Strengthened water measurement
Measuring water take is fundamental to improving how we manage this important resource.
Benefits of accurately measuring water
Accurate and timely water measurement provides benefits to communities, businesses and the environment.
Water users who know how much they use can improve their water use efficiency and reduce their costs.
Knowing how much water is being used across the state allows government to make better decisions about the allocation of available resources. Where we know water is underutilised, we can make it available to support businesses.
Accurate measurement can also help ensure water take complies with requirements put in place to manage environmental flows.
More accurate and timely information puts us in a better position to identify and respond to compliance breaches and reassures the community that water is being managed fairly and sustainably.
How we are improving measurement
We have published a policy that strengthens the way non-urban water take (PDF, 2.1MB) is measured and reported across Queensland. The policy remains subject to parliamentary process.
This policy has been developed in consultation with peak bodies and industry groups, water users and the community.
Read about the consultation and the feedback received (PDF, 980.5KB).
Implementation of the policy will :
- enable increased coverage and standard of metering
- provide for farm scale measurement of overland flow
- provide timely and accurate data on water take
- enable fit for purpose compliance and enforcement.
Measurement requirements in Queensland’s interim water meter standard for non-urban metering have been strengthened to align with the policy. This will ensure that ongoing metering activities, such as meter revalidation, will also meet the strengthened measurement requirements set out in the policy.
Legislative changes to support implementation of the policy are being progressed.
The Water Legislation Amendment Bill 2022 (the Bill) was introduced to Parliament on 12 October 2022 by the Hon Glenn Butcher MP, Minister for Regional Development and Manufacturing and Minister for Water.
The State Development and Regional Industries Committee has completed its inquiry into the Bill. The committee report and government response to the report are available on the committee’s webpage.
The policy will be applied and implemented using a risk-based approach and accounting for government commitments and water plan requirements.
This means that new measurement requirements will be implemented first in areas where the resource is at the highest risk. For example, areas where water resources are fully, or near fully allocated will be a priority, including in the Queensland Murray-Darling Basin.
This approach is explained in more detail in the implementation plan (PDF, 660.3KB) that supports delivery of the measurement policy. It clarifies how the measurement policy will be implemented, including timeframes and priorities for new metering.
The metering implementation schedule included in the plan will be updated to reflect any changes to timeframes and to list additional priority areas identified for new metering over time.
The department has committed to reporting annually on progress implementing our strengthened non-urban water measurement policy.
- Read our first progress report (PDF, 596.0KB).
A risk assessment of water resource pressure is being used by the department to inform the measurement program and also the following:
- prioritisation of compliance effort across the state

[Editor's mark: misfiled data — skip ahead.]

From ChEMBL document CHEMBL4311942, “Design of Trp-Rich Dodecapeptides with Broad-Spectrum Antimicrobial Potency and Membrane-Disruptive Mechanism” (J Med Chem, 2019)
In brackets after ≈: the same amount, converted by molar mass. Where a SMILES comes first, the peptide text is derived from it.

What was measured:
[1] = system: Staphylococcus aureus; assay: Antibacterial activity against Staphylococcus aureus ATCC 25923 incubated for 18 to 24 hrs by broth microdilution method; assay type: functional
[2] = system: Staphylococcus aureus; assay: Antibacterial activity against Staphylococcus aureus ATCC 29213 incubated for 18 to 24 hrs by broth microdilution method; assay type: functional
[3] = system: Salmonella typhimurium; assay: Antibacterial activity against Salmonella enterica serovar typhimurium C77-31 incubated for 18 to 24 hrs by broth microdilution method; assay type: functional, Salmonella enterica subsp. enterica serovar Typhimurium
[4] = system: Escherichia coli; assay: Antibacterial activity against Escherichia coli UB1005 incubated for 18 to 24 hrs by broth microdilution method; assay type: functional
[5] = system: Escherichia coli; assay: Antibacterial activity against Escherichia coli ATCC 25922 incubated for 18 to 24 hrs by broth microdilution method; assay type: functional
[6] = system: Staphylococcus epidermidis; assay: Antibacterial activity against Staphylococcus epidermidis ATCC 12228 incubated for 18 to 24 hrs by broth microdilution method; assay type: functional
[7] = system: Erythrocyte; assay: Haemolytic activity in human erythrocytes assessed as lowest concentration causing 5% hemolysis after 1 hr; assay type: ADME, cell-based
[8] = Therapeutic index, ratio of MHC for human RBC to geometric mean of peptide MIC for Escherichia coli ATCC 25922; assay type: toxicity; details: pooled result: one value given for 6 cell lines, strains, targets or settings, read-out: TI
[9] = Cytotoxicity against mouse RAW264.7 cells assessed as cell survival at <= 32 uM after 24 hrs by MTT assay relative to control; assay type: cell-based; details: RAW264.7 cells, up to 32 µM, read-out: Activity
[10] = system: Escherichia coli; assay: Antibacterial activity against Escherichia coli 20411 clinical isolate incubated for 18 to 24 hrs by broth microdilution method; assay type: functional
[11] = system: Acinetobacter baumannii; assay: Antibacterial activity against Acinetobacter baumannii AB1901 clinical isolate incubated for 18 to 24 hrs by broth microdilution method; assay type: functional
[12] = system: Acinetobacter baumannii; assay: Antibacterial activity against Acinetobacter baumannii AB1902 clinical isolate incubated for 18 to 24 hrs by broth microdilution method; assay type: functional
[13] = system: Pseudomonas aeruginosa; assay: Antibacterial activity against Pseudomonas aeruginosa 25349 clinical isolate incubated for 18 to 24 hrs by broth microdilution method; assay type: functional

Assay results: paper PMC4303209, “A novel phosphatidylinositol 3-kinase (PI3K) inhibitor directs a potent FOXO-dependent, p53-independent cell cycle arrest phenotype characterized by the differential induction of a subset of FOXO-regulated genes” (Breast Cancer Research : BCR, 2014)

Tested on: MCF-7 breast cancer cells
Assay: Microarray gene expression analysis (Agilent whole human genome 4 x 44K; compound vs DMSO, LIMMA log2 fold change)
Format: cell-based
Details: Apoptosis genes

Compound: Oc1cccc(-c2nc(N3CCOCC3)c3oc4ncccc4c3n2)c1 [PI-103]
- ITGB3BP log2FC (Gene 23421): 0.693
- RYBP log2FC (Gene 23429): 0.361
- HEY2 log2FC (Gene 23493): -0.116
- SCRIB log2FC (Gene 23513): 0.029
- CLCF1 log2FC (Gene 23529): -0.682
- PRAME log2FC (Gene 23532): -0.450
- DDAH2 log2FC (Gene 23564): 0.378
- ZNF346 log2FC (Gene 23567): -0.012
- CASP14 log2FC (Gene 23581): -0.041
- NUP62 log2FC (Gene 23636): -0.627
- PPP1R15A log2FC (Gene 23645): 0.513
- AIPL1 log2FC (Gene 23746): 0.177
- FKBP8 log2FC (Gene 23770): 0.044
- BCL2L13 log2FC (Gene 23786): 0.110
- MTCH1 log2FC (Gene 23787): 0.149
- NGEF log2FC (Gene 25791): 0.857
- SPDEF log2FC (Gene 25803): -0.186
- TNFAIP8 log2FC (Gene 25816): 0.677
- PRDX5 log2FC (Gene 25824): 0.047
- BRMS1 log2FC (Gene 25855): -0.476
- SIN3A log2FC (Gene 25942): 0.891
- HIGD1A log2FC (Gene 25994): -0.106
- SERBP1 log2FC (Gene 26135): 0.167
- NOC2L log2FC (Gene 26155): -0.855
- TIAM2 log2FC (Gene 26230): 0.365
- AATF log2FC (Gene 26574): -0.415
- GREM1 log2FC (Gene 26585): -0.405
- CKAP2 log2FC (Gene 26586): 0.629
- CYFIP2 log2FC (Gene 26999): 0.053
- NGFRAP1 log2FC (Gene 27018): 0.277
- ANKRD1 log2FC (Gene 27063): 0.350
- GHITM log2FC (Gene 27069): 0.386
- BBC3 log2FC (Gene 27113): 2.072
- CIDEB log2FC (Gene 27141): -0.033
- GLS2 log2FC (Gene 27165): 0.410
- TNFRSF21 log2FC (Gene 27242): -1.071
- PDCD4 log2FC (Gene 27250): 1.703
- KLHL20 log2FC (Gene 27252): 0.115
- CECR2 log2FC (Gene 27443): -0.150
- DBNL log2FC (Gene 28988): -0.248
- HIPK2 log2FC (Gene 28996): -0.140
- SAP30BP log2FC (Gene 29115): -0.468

- prioritisation of the water planning forward work program
- prioritisation of effort for aquatic ecosystem monitoring across the state
- review of surface water and groundwater monitoring networks.
Our risk-based approach is guided by a state-wide risk assessment of water pressure conducted by the department in 2018.
You can read a summary of the risk assessment (PDF, 252.7KB) .
Projects and timelines
(*initiatives receiving Commonwealth funding)
|Program to improve the measurement and accounting of take of overland flow||From 2022|
|Subsidising telemetry for water users in the Queensland Murray-Darling Basin*||2022–2024|
|Implement improved measurement of large-take, high-risk water entitlements in the Queensland Murray-Darling Basin||From 2022|
|Implement the strengthened metering policy using timeframes that consider water resource pressure and drought implications||From 2022|
The Queensland Department of Regional Development, Manufacturing and Water (DRDMW) gratefully acknowledges the Australian Government’s financial contribution to the Rural Water Futures Program through the Murray-Darling Basin Authority and the Murray-Darling Basin Communities Investment Package, delivered under the Murray-Darling Basin Plan by the Queensland DRDMW, through funding from the Australian Government Department of Climate Change, Energy, the Environment and Water.
|Develop a strengthened non-urban water measurement policy (PDF, 2.1MB) to, in the first instance, improve the standard and application of metering||Completed May 2022|
|Implement and evaluate a telemetry trial in the Queensland Murray-Darling Basin to identify cost effective, accurate telemetry devices and effective transmission options and costs*||Completed March 2022|
|Comprehensive review of Queensland’s existing non-urban water metering policy and standard||Completed February 2019|
|Statewide risk assessment of water measurement and monitoring activities based on the pressure on the water resource in each catchment||
Completed February |
- Find out more about the program to improve measurement of overland flow.
- Find out more about water metering in Queensland.
- Read the Statewide risk assessment of water resource pressure 2018 report.
- Find out more about due dates for new meter installs and meter validations.
Last updated: 22 Aug 2023